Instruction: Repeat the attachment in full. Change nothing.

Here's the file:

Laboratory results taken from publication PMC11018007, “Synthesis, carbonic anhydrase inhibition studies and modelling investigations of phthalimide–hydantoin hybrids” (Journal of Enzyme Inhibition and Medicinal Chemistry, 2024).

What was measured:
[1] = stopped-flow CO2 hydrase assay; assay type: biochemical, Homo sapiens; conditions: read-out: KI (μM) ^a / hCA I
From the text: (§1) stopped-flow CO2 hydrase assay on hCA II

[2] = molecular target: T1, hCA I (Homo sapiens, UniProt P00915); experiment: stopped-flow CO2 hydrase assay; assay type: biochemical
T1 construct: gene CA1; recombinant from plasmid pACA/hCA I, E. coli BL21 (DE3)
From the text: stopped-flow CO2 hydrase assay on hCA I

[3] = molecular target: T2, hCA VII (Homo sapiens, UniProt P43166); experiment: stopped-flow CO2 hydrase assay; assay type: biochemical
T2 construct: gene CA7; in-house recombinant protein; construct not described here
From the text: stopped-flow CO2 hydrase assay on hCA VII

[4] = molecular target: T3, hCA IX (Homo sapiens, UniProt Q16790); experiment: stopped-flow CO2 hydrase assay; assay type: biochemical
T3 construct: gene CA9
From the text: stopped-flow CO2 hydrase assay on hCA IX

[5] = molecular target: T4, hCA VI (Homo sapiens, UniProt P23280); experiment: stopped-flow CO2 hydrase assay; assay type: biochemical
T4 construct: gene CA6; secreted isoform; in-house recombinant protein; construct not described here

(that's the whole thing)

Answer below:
Laboratory results taken from publication PMC11018007, “Synthesis, carbonic anhydrase inhibition studies and modelling investigations of phthalimide–hydantoin hybrids” (Journal of Enzyme Inhibition and Medicinal Chemistry, 2024).

What was measured:
[1] = stopped-flow CO2 hydrase assay; assay type: biochemical, Homo sapiens; conditions: read-out: KI (μM) ^a / hCA I
From the text: (§1) stopped-flow CO2 hydrase assay on hCA II

[2] = molecular target: T1, hCA I (Homo sapiens, UniProt P00915); experiment: stopped-flow CO2 hydrase assay; assay type: biochemical
T1 construct: gene CA1; recombinant from plasmid pACA/hCA I, E. coli BL21 (DE3)
From the text: stopped-flow CO2 hydrase assay on hCA I

[3] = molecular target: T2, hCA VII (Homo sapiens, UniProt P43166); experiment: stopped-flow CO2 hydrase assay; assay type: biochemical
T2 construct: gene CA7; in-house recombinant protein; construct not described here
From the text: stopped-flow CO2 hydrase assay on hCA VII

[4] = molecular target: T3, hCA IX (Homo sapiens, UniProt Q16790); experiment: stopped-flow CO2 hydrase assay; assay type: biochemical
T3 construct: gene CA9
From the text: stopped-flow CO2 hydrase assay on hCA IX

[5] = molecular target: T4, hCA VI (Homo sapiens, UniProt P23280); experiment: stopped-flow CO2 hydrase assay; assay type: biochemical
T4 construct: gene CA6; secreted isoform; in-house recombinant protein; construct not described here